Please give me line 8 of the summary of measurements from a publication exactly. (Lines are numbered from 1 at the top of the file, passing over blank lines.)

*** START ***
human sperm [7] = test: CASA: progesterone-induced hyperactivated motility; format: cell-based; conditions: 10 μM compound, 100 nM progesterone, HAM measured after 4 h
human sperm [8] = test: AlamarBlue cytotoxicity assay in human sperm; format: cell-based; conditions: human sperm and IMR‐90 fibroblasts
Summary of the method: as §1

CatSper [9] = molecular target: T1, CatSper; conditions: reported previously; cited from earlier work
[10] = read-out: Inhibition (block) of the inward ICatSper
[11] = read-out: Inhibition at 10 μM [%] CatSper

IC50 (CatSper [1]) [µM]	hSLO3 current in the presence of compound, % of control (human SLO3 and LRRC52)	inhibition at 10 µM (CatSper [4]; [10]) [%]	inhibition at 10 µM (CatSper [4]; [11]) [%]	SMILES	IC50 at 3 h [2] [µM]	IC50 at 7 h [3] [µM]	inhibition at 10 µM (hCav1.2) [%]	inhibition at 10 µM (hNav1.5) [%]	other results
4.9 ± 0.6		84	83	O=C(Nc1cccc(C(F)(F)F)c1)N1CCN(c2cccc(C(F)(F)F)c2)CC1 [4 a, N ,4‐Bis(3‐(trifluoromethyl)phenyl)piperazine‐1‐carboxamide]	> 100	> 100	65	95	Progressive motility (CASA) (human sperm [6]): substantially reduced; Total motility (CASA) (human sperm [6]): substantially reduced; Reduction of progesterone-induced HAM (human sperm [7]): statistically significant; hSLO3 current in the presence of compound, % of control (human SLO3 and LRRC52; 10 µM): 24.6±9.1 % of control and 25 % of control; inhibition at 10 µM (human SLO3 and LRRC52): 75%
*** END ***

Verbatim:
4.9 ± 0.6		84	83	O=C(Nc1cccc(C(F)(F)F)c1)N1CCN(c2cccc(C(F)(F)F)c2)CC1 [4 a, N ,4‐Bis(3‐(trifluoromethyl)phenyl)piperazine‐1‐carboxamide]	> 100	> 100	65	95	Progressive motility (CASA) (human sperm [6]): substantially reduced; Total motility (CASA) (human sperm [6]): substantially reduced; Reduction of progesterone-induced HAM (human sperm [7]): statistically significant; hSLO3 current in the presence of compound, % of control (human SLO3 and LRRC52; 10 µM): 24.6±9.1 % of control and 25 % of control; inhibition at 10 µM (human SLO3 and LRRC52): 75%